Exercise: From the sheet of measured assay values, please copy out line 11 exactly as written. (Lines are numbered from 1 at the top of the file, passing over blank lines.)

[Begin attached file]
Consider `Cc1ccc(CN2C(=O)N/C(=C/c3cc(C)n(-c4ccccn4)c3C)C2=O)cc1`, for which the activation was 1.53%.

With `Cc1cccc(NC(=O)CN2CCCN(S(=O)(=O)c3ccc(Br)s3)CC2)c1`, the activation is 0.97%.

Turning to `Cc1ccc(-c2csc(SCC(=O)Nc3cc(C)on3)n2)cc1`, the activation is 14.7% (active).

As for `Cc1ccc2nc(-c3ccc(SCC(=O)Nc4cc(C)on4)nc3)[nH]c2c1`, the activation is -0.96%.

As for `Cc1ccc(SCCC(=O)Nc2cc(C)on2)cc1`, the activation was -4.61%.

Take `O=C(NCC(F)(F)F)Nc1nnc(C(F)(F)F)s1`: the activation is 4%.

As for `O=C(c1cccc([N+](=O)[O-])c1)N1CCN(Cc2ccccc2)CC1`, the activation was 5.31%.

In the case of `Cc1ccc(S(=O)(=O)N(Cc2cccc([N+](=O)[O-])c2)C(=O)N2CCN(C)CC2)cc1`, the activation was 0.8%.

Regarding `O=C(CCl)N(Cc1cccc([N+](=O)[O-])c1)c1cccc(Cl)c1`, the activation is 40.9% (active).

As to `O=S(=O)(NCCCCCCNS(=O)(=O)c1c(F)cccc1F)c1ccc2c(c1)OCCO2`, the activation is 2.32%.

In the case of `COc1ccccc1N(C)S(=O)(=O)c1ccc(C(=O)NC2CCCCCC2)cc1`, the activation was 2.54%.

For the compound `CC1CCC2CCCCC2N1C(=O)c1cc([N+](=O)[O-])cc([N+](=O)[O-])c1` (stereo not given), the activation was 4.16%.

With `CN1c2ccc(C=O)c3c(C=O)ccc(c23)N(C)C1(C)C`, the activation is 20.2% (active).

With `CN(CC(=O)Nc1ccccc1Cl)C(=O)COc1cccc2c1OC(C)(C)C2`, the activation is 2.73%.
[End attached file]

In the case of `COc1ccccc1N(C)S(=O)(=O)c1ccc(C(=O)NC2CCCCCC2)cc1`, the activation was 2.54%.